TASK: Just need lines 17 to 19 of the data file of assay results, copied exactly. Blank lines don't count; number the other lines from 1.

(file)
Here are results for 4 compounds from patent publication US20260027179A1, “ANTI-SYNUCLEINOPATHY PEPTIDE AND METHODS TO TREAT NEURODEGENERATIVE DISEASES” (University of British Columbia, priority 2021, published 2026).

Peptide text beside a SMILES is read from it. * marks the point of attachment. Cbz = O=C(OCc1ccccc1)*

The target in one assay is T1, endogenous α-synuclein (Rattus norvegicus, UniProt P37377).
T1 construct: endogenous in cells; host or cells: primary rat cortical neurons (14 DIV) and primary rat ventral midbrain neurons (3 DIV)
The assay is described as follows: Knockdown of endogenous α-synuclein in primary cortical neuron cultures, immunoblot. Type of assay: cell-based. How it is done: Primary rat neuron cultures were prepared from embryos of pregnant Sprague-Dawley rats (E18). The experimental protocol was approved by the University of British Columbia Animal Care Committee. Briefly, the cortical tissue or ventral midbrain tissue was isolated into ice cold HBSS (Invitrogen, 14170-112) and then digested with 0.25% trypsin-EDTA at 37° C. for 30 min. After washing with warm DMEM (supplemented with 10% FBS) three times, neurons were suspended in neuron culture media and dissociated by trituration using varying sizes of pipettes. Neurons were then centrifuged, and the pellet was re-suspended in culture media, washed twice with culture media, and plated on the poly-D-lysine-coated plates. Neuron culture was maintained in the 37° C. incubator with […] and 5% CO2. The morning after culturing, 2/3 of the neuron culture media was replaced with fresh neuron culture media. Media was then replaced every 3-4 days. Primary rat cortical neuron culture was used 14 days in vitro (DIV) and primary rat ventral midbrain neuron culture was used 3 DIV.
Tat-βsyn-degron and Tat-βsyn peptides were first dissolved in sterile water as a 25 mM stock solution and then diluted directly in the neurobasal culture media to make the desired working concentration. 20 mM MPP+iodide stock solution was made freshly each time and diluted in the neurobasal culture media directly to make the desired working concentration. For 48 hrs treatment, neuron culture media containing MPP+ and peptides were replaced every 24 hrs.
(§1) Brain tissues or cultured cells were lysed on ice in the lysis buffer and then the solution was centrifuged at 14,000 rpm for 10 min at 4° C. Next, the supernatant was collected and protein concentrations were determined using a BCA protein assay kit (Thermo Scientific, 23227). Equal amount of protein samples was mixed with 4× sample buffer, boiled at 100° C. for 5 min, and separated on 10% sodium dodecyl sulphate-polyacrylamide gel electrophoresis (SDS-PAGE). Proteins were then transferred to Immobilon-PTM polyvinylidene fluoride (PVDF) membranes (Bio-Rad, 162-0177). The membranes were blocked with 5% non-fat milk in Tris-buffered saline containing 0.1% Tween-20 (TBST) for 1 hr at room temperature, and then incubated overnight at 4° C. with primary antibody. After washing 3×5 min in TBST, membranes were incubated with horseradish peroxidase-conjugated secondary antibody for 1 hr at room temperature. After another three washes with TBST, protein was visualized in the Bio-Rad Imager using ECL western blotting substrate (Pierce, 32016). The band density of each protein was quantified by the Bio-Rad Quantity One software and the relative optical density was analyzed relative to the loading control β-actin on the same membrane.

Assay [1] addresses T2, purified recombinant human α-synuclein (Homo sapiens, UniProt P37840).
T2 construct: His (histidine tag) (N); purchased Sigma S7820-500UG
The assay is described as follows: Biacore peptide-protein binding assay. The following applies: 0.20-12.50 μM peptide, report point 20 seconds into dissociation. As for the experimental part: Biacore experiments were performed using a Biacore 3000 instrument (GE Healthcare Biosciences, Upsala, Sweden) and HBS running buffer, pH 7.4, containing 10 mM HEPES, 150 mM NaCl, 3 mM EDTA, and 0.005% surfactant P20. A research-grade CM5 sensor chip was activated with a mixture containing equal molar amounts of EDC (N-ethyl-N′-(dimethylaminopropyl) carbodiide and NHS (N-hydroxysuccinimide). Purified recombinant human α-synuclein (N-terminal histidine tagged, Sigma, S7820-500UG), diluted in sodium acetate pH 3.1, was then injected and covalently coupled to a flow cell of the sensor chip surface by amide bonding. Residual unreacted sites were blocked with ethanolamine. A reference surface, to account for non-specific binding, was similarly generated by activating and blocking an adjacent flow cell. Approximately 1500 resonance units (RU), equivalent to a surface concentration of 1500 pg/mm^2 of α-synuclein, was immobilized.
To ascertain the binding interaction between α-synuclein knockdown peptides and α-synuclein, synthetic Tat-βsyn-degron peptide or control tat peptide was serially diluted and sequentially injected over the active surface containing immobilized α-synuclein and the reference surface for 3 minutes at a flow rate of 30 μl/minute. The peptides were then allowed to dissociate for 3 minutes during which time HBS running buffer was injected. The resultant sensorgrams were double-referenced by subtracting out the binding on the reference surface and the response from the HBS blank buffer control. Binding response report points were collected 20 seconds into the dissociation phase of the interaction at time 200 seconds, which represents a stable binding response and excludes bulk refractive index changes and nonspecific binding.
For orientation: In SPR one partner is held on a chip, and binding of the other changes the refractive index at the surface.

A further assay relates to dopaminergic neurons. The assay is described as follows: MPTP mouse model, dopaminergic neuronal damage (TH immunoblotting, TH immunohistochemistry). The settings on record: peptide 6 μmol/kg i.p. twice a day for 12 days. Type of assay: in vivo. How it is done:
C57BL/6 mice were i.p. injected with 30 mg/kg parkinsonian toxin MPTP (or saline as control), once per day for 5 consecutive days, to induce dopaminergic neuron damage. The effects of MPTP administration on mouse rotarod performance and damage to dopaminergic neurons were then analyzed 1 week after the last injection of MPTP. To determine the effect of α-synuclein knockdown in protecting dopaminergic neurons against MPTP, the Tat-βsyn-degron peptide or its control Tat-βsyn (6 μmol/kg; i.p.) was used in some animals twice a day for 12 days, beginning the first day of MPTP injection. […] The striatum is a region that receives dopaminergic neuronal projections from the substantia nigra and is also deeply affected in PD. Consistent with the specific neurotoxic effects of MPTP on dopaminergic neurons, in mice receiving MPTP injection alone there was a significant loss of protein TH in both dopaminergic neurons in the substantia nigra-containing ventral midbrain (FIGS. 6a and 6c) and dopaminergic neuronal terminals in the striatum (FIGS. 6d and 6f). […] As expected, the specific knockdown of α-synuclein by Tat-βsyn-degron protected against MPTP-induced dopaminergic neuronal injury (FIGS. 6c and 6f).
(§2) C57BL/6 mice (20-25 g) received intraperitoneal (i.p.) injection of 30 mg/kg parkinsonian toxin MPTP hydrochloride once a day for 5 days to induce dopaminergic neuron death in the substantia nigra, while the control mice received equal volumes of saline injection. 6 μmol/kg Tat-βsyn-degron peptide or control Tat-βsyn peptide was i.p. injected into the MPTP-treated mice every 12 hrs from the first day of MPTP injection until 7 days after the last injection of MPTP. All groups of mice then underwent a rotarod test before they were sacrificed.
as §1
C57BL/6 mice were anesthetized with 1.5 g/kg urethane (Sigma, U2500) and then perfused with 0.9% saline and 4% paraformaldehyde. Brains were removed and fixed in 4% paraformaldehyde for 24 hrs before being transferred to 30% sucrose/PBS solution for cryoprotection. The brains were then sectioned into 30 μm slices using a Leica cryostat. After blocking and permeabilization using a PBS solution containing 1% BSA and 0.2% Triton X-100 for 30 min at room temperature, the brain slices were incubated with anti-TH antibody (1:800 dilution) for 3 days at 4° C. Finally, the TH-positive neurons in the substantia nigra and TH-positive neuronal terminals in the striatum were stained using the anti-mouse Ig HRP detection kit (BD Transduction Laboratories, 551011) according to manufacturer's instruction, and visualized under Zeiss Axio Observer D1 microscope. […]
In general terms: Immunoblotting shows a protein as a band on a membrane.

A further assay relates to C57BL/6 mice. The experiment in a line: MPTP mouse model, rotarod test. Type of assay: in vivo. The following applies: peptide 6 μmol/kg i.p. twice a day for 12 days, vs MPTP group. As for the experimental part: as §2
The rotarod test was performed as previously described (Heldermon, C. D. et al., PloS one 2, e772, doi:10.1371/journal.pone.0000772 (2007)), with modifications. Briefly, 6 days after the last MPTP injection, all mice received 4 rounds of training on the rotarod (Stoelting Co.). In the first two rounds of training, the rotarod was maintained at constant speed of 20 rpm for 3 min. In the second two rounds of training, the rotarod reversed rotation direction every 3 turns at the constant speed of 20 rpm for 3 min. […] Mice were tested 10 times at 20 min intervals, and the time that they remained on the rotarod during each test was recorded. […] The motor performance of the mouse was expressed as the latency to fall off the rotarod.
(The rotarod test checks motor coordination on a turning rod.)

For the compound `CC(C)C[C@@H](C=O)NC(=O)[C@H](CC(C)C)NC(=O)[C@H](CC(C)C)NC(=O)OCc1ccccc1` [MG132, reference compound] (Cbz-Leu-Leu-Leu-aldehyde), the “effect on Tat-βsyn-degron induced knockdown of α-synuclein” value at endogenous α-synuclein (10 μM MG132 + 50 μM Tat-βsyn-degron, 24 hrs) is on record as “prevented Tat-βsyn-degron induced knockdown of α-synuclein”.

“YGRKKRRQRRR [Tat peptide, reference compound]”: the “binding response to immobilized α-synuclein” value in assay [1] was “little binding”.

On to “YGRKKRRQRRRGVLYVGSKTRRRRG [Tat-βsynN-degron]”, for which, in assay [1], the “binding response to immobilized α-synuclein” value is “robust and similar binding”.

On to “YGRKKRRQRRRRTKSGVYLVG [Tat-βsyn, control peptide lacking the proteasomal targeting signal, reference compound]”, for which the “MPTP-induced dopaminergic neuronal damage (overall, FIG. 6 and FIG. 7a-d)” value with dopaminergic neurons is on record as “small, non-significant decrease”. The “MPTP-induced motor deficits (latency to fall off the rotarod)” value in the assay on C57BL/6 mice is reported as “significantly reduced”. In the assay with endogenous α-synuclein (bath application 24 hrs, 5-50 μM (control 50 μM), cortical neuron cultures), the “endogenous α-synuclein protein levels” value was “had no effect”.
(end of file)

C57BL/6 mice were anesthetized with 1.5 g/kg urethane (Sigma, U2500) and then perfused with 0.9% saline and 4% paraformaldehyde. Brains were removed and fixed in 4% paraformaldehyde for 24 hrs before being transferred to 30% sucrose/PBS solution for cryoprotection. The brains were then sectioned into 30 μm slices using a Leica cryostat. After blocking and permeabilization using a PBS solution containing 1% BSA and 0.2% Triton X-100 for 30 min at room temperature, the brain slices were incubated with anti-TH antibody (1:800 dilution) for 3 days at 4° C. Finally, the TH-positive neurons in the substantia nigra and TH-positive neuronal terminals in the striatum were stained using the anti-mouse Ig HRP detection kit (BD Transduction Laboratories, 551011) according to manufacturer's instruction, and visualized under Zeiss Axio Observer D1 microscope. […]
In general terms: Immunoblotting shows a protein as a band on a membrane.

A further assay relates to C57BL/6 mice. The experiment in a line: MPTP mouse model, rotarod test. Type of assay: in vivo. The following applies: peptide 6 μmol/kg i.p. twice a day for 12 days, vs MPTP group. As for the experimental part: as §2